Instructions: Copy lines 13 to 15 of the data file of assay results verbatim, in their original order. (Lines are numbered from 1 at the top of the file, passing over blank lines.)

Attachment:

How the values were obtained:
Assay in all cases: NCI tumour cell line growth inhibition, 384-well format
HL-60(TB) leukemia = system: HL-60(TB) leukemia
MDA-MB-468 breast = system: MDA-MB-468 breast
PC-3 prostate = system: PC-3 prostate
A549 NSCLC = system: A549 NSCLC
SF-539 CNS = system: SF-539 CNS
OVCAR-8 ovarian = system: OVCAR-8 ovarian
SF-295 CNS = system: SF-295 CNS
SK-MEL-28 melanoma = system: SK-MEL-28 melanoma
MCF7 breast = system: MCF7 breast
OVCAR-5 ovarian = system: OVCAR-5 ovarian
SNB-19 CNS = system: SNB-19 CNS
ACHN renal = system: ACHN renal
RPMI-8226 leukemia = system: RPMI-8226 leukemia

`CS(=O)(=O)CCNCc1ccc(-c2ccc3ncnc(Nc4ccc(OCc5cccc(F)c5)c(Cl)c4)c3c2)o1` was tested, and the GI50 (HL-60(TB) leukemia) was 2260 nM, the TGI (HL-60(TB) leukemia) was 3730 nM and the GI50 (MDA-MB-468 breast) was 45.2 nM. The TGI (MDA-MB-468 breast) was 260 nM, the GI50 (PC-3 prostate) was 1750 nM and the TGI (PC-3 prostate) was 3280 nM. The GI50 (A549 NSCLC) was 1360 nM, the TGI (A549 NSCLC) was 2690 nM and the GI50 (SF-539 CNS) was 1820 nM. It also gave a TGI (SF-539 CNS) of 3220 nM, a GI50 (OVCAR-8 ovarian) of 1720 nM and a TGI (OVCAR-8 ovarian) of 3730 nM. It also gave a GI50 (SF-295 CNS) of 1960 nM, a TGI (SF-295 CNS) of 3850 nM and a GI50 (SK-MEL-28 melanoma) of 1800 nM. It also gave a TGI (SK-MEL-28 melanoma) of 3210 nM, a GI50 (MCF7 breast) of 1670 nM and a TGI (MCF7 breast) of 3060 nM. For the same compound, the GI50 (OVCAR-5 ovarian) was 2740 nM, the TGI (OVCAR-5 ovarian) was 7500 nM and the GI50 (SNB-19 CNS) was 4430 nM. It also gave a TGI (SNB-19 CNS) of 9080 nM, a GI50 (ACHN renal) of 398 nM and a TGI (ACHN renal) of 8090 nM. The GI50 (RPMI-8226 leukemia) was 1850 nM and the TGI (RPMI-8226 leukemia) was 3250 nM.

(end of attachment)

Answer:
SNB-19 CNS = system: SNB-19 CNS
ACHN renal = system: ACHN renal
RPMI-8226 leukemia = system: RPMI-8226 leukemia